In our South End church, chanters preserved the ancient tones while Fr. Jacob Grigorieff of Salem helped constitute the choir as we know it today. Noli returned to resume his duties as head of an American diocese, women’s societies formed (Bashkimi, Daughters of Saint George) and the home perpetuated ancestral cultural and religious customs in the West End, South Boston, Somerville and other areas where our families lived and raised their children. Women arrived in greater numbers as spouses and mothers and our men no longer dreamed of returning to struggles abroad, but turned to establishing themselves as citizens here and ensuring the stability of their families. During the Depression, fruit peddlers would park their pushcarts in front of church – a block which we shared with an Orthodox Jewish synagogue across the street. Father Dhosi Katundi served us then until he formed Saint John the Baptist parish. King Zog’s sisters arrived to pay homage to Noli during their visit to the church while on tour in America.
SONS AND DAUGHTERS OF AMERICA: 1939-1948
War clouds gathering in Europe began this era as Albania was abruptly invaded on Good Friday, 1939 and we saw that country’s last arrivals to the U.S. migrate in large numbers. Off to World War II went our sons and daughters, solidifying our loyalties and ensuring our prayers. Fathers Vani Chani, Stavro Shkembi, Stephen Lasko and others served at the altar as our members opened cafes, ice cream parlors, variety stores and settled in to the American way of life. Newly returning soldiers and sailors formed their own veterans organization. Albania embarked on its socialist road and while we retained an abiding interest in the homeland’s fate, political factors focused our attention on the American scene all the more.
A loose collection of parishes were now organizing as an Albanian Diocese to share common concerns and problems, a theological fund for student priests was established and a uniform constitution was in the works. The youth organized the Albanian-American National Organization, and the Free Albania Organization faced the challenges of the post-War era. More church books were published; a Festal Menaion, Triodion, a choral hymnal and the beginning use of English in services made its debut in 1948.
THE GOLDEN YEARS: 1949-1958
A splendid “new” Cathedral on East Broadway became our home in 1949: men and women now worshipping together as families gravitated to church during this era of unprecedented church attendance across the country. Following Father Thimi Theodos’ tenure of devoted service, Father Christ Ellis brought a finesse and standard of quality to Cathedral life. We sponsored a baseball team, a new constitution for the diocese and a Sunday School Program organized by Dr. Andrew Elia formed with a new building acquired for this purpose. English services commenced on a regular basis as Noli preached of an “American Orthodox Church,” as well as of civil rights and the merits of a vegetarian diet.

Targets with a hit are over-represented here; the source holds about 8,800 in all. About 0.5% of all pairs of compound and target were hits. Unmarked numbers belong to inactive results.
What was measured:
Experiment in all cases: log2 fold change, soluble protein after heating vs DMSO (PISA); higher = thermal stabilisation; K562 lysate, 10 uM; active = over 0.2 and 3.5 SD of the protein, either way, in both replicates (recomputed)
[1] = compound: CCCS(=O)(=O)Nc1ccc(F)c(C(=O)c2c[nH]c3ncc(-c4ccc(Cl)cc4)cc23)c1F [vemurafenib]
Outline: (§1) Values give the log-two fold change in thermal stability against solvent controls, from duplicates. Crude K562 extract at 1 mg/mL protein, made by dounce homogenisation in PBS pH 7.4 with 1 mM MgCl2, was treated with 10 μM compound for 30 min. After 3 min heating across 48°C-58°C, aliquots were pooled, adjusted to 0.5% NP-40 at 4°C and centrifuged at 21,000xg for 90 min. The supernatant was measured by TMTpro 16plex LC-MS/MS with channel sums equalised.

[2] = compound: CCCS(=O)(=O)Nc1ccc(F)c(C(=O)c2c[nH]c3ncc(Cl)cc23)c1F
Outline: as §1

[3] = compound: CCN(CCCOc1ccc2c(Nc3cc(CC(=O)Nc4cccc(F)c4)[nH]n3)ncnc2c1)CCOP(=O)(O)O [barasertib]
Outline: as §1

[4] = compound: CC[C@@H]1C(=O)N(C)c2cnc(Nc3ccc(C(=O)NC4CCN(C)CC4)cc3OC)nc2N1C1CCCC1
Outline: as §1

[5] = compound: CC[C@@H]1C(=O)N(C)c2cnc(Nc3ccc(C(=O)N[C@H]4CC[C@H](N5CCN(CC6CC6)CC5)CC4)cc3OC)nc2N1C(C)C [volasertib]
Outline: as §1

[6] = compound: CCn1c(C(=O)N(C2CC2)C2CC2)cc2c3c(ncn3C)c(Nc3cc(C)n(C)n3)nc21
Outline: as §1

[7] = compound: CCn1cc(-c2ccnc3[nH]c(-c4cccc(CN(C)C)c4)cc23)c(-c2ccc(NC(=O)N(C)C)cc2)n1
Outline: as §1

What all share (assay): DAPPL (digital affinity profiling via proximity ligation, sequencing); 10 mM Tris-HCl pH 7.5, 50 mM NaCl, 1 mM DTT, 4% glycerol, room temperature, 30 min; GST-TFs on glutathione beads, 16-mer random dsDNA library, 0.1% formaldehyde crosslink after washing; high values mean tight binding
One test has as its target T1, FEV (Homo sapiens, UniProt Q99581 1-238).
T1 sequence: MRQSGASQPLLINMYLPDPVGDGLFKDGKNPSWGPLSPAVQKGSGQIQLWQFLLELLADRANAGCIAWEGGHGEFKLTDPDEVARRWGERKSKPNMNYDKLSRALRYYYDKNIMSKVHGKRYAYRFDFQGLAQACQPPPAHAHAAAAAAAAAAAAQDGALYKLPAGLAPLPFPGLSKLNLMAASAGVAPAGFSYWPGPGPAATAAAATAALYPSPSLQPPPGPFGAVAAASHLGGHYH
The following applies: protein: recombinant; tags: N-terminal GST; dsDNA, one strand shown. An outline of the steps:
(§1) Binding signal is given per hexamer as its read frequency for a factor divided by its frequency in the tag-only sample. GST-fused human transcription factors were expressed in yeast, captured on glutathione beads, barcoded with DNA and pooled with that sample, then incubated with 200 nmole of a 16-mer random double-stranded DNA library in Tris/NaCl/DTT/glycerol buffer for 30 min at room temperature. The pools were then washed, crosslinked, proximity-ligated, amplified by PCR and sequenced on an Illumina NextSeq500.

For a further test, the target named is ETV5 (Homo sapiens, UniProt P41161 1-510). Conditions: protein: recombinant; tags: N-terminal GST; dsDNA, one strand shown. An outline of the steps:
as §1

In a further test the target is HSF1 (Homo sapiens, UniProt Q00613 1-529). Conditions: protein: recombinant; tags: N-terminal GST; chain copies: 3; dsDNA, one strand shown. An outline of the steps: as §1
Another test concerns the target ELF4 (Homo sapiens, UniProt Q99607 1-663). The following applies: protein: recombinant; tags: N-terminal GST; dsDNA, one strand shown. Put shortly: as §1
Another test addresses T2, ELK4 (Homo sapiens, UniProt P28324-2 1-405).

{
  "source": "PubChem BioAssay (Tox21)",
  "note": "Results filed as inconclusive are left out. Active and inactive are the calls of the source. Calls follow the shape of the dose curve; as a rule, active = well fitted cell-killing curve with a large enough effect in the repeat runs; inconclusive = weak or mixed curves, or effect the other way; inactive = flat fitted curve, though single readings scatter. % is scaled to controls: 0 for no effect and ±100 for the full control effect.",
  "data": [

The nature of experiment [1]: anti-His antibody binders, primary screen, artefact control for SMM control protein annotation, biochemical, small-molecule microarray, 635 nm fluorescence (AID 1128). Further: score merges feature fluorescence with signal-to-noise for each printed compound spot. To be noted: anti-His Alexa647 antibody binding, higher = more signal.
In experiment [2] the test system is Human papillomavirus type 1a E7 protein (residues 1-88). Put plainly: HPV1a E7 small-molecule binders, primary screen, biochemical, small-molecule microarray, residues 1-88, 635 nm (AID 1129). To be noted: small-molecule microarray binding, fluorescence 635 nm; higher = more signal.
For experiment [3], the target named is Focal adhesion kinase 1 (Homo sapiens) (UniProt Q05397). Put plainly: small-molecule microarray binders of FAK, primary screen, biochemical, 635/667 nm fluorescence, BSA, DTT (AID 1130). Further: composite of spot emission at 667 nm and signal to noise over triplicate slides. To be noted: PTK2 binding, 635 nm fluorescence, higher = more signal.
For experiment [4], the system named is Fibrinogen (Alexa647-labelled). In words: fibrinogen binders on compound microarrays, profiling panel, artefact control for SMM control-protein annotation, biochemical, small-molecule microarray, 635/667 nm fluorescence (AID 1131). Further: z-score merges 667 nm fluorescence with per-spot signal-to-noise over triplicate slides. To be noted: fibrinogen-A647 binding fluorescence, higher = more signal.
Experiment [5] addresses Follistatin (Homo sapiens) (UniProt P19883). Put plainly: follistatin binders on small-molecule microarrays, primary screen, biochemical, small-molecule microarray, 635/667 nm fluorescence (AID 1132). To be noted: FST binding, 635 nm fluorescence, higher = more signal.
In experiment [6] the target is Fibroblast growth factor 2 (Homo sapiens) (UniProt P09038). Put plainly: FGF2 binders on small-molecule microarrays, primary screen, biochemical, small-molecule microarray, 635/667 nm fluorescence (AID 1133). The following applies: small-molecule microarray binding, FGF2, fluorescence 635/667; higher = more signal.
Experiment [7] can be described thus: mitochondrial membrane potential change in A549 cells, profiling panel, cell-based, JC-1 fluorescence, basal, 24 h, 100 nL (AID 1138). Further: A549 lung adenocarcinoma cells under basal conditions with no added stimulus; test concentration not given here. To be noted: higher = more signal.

A bright young restaurateur, Anthony Athanas, chaired our 50th Anniversary celebration which drew hundreds of people in May, 1958. By this time, the diocese had published over 20 church books in English and attempted to meet needs of the young.
TRIALS AND TRIBULATIONS: 1959-1968
Following a warm lull of positive growth, Noli’s death in 1965 was followed by a period of turmoil and court suits which set families against each other and opposing positions solidify into animosity. Lay Chairman Gary Riska weathered this storm with discipline and intelligence as the new Bishop Stephen Lasko waxed strong in the community kiln. Father Sotir Dilogika served as our Dean with loyalty as we weathered an internal storm while our nation was enduring its own tragedy beginning with the assassination of President Kennedy and continuing through the ordeal of the Vietnam era.